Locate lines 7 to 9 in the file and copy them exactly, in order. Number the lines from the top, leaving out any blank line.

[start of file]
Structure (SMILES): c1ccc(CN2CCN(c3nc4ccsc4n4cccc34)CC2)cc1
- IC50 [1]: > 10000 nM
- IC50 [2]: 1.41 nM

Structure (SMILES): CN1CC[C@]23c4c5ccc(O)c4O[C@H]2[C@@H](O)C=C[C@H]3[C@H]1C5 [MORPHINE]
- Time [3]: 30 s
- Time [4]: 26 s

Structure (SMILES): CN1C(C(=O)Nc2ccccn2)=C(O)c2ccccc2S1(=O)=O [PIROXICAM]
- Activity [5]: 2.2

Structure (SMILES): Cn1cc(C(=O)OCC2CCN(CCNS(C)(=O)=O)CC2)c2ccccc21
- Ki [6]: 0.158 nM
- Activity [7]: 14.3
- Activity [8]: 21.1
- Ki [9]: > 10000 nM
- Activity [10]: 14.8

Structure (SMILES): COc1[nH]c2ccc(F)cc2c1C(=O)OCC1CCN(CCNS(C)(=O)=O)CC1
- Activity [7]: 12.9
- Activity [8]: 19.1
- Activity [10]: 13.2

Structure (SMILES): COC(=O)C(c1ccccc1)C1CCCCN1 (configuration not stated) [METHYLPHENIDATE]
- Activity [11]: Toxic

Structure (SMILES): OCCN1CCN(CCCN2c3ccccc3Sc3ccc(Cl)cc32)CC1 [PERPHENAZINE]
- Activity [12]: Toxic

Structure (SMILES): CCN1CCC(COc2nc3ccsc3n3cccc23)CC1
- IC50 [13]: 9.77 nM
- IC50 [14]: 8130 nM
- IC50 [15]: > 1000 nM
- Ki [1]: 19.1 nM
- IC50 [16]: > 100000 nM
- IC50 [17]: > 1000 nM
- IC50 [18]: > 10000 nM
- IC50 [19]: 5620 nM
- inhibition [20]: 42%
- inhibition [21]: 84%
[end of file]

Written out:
Structure (SMILES): CN1C(C(=O)Nc2ccccn2)=C(O)c2ccccc2S1(=O)=O [PIROXICAM]
- Activity [5]: 2.2

Structure (SMILES): Cn1cc(C(=O)OCC2CCN(CCNS(C)(=O)=O)CC2)c2ccccc21